The U.S. Federal Aviation Administration's policy regarding the commercial use of drones, based on a 2007 policy statement, 'cannot be considered as establishing a rule or enforceable regulation,' an administrative law judge ruled Thursday.
Plenty of people have engineering degrees but not many have one specific to data centers. A university in Dallas is offering what it says will be a first-of-its-kind graduate degree in data center engineering.
Phil Cummings says network firewalls will continue to be a critical piece of Health Information Technology Services -- Nova Scotia security portfolio for one simple reason: nothing's come along to replace them.
After top smartphone makers announced new products at Mobile World Congress this week, Apple's iPhone 5s remains the only 64-bit handset available. But with new chips announced at the show and 64-bit Android now ready, competitive handsets are only a few months away.
The head of BlackBerry's enterprise services business is plotting an aggressive launch of a new version of the company's core enterprise server later this year as BlackBerry seeks to regain some of the ground it's lost over the last few years.
Big data workloads tend to suck up enormous amounts of compute resources, which can create serious log jams in your data center if the workloads aren't scheduled optimally. Adaptive Computing's Big Workflow is designed to leverage HPC and cloud technologies to help data centers adapt to big data.
When it comes to security risks, BYOD is the gift that keeps on giving. But what about the devices that your employees used to use, gave up on and, months later, finally dug out of the closet to sell? That's another issue to wrestle with. Here are seven ways to beat the monsters.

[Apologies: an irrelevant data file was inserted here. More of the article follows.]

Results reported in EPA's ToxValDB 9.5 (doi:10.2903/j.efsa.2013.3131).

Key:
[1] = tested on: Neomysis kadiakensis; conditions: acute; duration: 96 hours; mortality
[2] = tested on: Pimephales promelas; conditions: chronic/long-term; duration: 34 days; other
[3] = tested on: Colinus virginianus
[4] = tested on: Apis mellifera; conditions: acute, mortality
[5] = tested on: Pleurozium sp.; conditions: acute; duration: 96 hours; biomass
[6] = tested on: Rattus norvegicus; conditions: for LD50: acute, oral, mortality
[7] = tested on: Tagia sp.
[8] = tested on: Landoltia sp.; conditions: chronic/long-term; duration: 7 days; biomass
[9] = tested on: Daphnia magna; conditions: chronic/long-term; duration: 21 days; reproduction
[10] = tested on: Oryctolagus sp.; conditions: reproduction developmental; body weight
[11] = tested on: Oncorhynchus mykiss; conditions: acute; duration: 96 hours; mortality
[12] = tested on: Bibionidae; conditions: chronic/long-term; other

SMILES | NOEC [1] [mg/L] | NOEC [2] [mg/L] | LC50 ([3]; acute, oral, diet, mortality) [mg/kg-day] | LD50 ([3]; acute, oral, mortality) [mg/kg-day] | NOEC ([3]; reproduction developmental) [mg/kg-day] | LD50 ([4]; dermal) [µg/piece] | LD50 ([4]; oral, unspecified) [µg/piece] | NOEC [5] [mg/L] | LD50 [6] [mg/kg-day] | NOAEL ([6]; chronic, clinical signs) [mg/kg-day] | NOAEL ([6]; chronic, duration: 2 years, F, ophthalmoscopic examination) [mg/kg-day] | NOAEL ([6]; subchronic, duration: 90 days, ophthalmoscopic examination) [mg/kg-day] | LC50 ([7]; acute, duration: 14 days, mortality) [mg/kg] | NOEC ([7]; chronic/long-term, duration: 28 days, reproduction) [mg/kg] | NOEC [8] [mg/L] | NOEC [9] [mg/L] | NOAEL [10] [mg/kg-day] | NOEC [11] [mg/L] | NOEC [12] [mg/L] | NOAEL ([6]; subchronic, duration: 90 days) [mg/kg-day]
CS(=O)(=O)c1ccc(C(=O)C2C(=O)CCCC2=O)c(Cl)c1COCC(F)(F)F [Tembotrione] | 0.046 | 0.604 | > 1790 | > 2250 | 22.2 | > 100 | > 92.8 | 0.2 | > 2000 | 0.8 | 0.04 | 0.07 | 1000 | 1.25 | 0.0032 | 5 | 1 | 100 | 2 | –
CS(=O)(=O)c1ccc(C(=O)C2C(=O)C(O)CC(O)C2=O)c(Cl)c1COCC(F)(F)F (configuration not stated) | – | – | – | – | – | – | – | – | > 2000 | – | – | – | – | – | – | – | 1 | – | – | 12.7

A long time ago, a computer program was a stack of punch cards, and moving the program from computer to computer was easy as long as you didn't drop the box. Every command, instruction, and subroutine was in one big, fat deck. Editors, compilers, and code repositories have liberated us from punch cards, but somehow deploying software has grown more complicated. Moving a program from the coding geniuses to the production team is fraught with errors, glitches, and hassles. There's always some misconfiguration, and it's never as simple as carrying that deck down the hall.
As networking continues to expand and diversify, encompassing a growing number of wired and wireless devices, the demand for network monitoring tools remains high. While feature-packed commercial products abound, the growing market for monitoring tools has also fueled robust offerings from the open source community.
As the evasion of consumer tech changes IT, it makes sense that support for consumer devices would start to reflect the retail experience. Think Apples Genius Bar. Mike Burgio of Inergex, an IT services firm, talks about why IT leaders need to think about hitting the bar.
There's a lot to like in Windows Server 2012 R2, but the key question centers around how Microsoft will handle licensing, our reviewer says. That alone might be the gating factor for the eventual success of this OS release.
The future of IT will be systems that are intelligent enough to detect and solve problems without human interaction, CIO.com columnist Rob Enderle conjectures. This will be great for analytics but bad for security--and it may leave IT workers reaching for Valium.
CIOs in emerging economies have to be creative to keep IT up and running -- addressing redundancy, navigating a thicket of sometimes onerous regulations, and in general doing more with less. Insider (registration required)
Word's out that Microsoft is poised to reorganize itself as a 'device and services' company. CEO Steve Ballmer has been trying to do this for a decade, but executives disloyal to him--or still loyal to Bill Gates--often got in Ballmer's way. But Redmond's successes, including Azure and Office 365, suggest this culture may finally be changing.